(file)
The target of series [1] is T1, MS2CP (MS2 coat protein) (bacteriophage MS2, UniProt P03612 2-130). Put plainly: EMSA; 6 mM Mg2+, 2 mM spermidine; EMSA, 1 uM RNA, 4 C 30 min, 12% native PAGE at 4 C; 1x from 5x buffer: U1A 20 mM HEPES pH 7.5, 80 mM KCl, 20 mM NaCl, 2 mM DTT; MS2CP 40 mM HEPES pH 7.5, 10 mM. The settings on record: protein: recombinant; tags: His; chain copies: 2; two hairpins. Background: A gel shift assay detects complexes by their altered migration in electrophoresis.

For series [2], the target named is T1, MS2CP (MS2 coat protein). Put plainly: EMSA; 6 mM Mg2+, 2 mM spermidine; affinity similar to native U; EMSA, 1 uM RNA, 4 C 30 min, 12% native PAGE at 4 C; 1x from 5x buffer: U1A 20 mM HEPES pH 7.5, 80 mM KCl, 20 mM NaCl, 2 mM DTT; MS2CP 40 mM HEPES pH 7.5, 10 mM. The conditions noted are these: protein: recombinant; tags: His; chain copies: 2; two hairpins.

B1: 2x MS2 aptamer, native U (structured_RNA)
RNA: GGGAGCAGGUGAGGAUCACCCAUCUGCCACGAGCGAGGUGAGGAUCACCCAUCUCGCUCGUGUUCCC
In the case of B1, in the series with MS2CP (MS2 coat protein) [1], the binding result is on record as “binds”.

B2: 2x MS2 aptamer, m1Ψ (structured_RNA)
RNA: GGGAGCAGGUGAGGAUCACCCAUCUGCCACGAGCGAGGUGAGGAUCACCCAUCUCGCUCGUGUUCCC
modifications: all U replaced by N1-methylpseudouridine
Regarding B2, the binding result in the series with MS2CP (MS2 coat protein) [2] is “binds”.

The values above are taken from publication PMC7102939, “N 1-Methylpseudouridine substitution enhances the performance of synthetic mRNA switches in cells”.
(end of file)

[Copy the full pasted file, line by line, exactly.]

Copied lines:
The target of series [1] is T1, MS2CP (MS2 coat protein) (bacteriophage MS2, UniProt P03612 2-130). Put plainly: EMSA; 6 mM Mg2+, 2 mM spermidine; EMSA, 1 uM RNA, 4 C 30 min, 12% native PAGE at 4 C; 1x from 5x buffer: U1A 20 mM HEPES pH 7.5, 80 mM KCl, 20 mM NaCl, 2 mM DTT; MS2CP 40 mM HEPES pH 7.5, 10 mM. The settings on record: protein: recombinant; tags: His; chain copies: 2; two hairpins. Background: A gel shift assay detects complexes by their altered migration in electrophoresis.

For series [2], the target named is T1, MS2CP (MS2 coat protein). Put plainly: EMSA; 6 mM Mg2+, 2 mM spermidine; affinity similar to native U; EMSA, 1 uM RNA, 4 C 30 min, 12% native PAGE at 4 C; 1x from 5x buffer: U1A 20 mM HEPES pH 7.5, 80 mM KCl, 20 mM NaCl, 2 mM DTT; MS2CP 40 mM HEPES pH 7.5, 10 mM. The conditions noted are these: protein: recombinant; tags: His; chain copies: 2; two hairpins.

B1: 2x MS2 aptamer, native U (structured_RNA)
RNA: GGGAGCAGGUGAGGAUCACCCAUCUGCCACGAGCGAGGUGAGGAUCACCCAUCUCGCUCGUGUUCCC
In the case of B1, in the series with MS2CP (MS2 coat protein) [1], the binding result is on record as “binds”.

B2: 2x MS2 aptamer, m1Ψ (structured_RNA)
RNA: GGGAGCAGGUGAGGAUCACCCAUCUGCCACGAGCGAGGUGAGGAUCACCCAUCUCGCUCGUGUUCCC
modifications: all U replaced by N1-methylpseudouridine
Regarding B2, the binding result in the series with MS2CP (MS2 coat protein) [2] is “binds”.

The values above are taken from publication PMC7102939, “N 1-Methylpseudouridine substitution enhances the performance of synthetic mRNA switches in cells”.